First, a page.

It’s quite true that even in America we have and have always had an “industrial policy.” That said, even if a country didn’t “do” “industrial policy” that would still be a policy and it would have consequences and there would be alternatives. I think the buzzword should probably be stricken from the lexicon since it’s so loaded and instead we can just talk about “bananas” or, you know, “economic policy.”
For example, economic policy in the United States has led to a situation in which finance has been increasingly important to the overall economy:
I think America’s self-image in the sixties was as the country where the General Motors and Boeing and General Electric are. By the past fifteen years, that had changed to a self-image as the country where Microsoft and Google and Apple are. But to a large extent the real change is that we became the land of Citigroup and Bank of America and Wells Fargo. And this has had consequences:
However, Maxine suspects that the longest term and most severe damage from the finance casino will not be from government deficits required to shore up too-big-to-fail banks and insurers. It will be from two powerful, long-standing price distortions that have distorted the composition of our labor force and the mix of human capital within it. The first distortion is the past diversion of some our best technical and mathematical minds away from physics, engineering, biology, chemistry, and, yes, even economics, to financial modeling, risk analysis, and all the other marvelous tools of speculation and gaming. Over the last 20 years or so, the financial sector has been diverting our future scientists and mathematicians into creating new derivatives aimed at managing risk (ha!) and into developing creative investment instruments aimed at obscuring risk.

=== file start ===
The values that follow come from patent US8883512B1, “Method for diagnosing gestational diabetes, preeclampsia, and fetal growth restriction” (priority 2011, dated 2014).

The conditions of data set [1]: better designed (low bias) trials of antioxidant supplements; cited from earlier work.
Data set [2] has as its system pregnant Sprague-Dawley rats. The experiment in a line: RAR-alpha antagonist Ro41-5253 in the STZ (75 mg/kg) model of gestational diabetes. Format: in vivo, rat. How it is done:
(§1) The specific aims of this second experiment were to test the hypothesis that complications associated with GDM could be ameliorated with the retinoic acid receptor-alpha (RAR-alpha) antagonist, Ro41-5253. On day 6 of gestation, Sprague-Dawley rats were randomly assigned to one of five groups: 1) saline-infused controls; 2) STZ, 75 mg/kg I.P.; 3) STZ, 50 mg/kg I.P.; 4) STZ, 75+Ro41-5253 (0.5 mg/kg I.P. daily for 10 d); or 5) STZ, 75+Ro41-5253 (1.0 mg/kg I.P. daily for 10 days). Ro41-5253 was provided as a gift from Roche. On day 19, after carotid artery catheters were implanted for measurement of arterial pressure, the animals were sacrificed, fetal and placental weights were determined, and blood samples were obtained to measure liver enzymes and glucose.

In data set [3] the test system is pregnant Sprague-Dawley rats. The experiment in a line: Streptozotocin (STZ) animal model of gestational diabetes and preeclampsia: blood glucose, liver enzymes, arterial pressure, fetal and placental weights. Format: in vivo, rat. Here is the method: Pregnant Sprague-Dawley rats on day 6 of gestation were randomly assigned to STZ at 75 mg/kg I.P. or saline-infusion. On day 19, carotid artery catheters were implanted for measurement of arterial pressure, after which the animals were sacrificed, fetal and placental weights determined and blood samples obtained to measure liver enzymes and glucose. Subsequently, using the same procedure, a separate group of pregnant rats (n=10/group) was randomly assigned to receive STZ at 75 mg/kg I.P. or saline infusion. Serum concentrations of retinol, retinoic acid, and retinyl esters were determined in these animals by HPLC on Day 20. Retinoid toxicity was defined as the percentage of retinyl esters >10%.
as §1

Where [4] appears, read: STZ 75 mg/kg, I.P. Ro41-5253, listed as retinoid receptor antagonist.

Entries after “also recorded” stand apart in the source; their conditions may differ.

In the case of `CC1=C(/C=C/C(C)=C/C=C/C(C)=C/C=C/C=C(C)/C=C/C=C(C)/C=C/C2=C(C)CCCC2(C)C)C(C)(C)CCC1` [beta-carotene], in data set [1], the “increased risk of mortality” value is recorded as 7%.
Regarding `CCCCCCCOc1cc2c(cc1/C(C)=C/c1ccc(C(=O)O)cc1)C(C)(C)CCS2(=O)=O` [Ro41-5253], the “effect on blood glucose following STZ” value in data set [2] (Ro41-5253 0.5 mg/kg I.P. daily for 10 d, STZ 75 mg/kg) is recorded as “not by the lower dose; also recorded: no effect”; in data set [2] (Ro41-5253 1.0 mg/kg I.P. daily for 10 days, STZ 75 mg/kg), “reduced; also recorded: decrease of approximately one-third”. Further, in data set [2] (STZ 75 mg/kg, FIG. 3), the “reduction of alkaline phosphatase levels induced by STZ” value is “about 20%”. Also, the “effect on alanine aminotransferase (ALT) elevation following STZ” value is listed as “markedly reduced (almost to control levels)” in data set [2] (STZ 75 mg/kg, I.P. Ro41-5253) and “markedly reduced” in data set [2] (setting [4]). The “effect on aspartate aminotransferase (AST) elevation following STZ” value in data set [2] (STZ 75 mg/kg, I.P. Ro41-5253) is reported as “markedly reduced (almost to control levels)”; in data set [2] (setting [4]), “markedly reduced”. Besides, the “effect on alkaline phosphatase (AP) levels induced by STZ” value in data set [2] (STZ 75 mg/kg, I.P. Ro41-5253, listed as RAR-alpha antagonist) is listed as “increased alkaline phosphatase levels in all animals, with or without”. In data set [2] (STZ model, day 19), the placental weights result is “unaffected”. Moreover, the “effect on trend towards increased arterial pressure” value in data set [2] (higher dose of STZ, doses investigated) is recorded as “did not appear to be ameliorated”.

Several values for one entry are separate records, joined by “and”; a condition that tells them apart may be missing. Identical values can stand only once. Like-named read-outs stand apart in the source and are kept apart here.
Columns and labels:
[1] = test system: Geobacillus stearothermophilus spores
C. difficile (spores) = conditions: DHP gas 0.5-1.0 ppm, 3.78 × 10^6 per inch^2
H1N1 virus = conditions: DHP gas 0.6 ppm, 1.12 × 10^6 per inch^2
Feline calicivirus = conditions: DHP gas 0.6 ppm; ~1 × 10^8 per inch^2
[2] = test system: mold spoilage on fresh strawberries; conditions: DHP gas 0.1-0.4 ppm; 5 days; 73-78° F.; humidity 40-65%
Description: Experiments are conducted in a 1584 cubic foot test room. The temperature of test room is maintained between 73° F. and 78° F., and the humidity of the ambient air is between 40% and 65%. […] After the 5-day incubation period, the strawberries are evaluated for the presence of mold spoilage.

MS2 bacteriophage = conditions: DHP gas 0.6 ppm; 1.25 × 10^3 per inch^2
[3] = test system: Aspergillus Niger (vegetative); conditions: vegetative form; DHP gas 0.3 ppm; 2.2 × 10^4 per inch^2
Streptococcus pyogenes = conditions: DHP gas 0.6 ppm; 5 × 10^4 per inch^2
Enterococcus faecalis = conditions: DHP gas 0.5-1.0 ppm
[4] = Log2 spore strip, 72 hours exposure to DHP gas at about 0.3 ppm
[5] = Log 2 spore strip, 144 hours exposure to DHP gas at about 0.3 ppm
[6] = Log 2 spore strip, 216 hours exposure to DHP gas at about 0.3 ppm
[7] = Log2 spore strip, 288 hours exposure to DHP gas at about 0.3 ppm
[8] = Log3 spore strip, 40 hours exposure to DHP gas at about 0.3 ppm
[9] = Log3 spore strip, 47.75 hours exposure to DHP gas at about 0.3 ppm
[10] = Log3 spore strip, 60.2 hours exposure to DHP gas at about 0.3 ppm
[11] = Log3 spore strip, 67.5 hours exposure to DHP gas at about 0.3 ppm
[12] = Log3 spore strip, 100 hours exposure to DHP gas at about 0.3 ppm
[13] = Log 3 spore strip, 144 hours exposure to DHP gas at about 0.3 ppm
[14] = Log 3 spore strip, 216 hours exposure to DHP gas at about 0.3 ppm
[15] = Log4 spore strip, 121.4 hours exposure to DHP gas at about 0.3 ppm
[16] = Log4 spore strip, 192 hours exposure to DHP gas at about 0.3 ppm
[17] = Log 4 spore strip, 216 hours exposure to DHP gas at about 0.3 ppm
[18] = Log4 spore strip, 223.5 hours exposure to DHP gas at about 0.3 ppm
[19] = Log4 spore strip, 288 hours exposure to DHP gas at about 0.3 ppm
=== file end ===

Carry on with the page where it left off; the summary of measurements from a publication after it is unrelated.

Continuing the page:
The second long-term distortion is similar to the first. Maxine is thinking of all those bright, young, energetic people who came out of some of our best universities and opted to go to work for investment banks, not in technical jobs, but as traders, ratings specialists, analysts, again to support the conversion of trillions of dollars into chaff. Many of them might have gone on to graduate degrees in chemistry, biochemistry, physics, engineering, biology or medicine. Graduate work in psychology, sociology, English, history, political science, public health would have added more value than destroying wealth across the globe. Instead of a workforce that gained diverse skills that might one day transform the world in positive and substantive ways, we have a surfeit of MBAs with concentrations in finance and empty houses on overgrown lots.
The question of whether we should put the set of policies that led to this dynamic in the ontological category of “industrial policy” or the ontological category of “free market outcomes” isn’t actually important. The economy is what it is. The question is whether we can do better.